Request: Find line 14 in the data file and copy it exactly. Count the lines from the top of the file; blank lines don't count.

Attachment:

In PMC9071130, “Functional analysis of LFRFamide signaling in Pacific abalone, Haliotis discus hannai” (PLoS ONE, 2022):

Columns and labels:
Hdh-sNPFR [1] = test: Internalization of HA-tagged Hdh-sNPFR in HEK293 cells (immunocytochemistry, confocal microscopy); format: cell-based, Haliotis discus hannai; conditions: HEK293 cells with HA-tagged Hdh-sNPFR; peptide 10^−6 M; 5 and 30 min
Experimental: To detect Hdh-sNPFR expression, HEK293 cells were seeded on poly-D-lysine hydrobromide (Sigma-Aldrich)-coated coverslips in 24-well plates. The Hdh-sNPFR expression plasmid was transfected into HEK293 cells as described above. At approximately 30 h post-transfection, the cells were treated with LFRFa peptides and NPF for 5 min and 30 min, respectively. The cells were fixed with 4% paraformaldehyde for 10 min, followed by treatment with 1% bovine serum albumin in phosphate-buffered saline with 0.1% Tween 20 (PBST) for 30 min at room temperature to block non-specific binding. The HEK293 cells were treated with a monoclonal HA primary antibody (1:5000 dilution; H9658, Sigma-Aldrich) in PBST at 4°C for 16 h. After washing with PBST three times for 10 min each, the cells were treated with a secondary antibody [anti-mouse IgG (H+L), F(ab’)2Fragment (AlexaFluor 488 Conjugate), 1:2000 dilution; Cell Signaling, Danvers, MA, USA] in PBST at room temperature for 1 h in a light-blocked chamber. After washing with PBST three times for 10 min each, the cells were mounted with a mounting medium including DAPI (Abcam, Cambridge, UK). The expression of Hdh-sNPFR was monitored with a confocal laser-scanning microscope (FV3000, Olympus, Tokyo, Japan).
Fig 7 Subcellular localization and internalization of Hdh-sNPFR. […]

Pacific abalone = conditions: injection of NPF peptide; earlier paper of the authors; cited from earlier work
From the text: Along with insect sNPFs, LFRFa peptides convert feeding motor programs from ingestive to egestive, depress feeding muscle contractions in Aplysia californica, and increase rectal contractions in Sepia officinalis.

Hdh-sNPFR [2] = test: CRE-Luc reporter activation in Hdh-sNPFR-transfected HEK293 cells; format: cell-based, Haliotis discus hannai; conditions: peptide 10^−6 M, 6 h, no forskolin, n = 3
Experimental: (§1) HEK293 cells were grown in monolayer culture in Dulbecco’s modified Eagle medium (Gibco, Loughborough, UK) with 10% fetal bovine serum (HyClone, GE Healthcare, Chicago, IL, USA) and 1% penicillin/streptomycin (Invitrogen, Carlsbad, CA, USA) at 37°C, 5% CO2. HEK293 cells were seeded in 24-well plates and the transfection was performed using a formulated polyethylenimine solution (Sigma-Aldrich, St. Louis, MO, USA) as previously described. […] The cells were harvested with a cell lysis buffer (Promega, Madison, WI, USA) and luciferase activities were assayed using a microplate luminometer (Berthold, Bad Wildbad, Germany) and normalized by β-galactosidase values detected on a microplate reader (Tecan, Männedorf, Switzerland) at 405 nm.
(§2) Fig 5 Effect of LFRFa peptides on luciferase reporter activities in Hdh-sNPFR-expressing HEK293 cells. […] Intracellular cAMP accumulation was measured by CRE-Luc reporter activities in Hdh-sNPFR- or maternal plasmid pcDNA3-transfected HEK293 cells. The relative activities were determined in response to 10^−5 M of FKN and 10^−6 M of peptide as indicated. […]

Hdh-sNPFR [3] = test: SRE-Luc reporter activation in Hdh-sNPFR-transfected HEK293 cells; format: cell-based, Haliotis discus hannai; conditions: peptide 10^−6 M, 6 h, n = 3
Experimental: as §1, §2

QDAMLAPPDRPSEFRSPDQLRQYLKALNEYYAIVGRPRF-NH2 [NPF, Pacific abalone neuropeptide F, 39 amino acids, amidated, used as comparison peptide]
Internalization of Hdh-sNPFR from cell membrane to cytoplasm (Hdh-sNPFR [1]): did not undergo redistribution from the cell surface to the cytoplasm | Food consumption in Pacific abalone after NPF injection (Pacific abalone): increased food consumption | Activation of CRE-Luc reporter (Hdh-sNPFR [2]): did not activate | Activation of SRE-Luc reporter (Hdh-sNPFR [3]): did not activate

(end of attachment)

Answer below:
Internalization of Hdh-sNPFR from cell membrane to cytoplasm (Hdh-sNPFR [1]): did not undergo redistribution from the cell surface to the cytoplasm | Food consumption in Pacific abalone after NPF injection (Pacific abalone): increased food consumption | Activation of CRE-Luc reporter (Hdh-sNPFR [2]): did not activate | Activation of SRE-Luc reporter (Hdh-sNPFR [3]): did not activate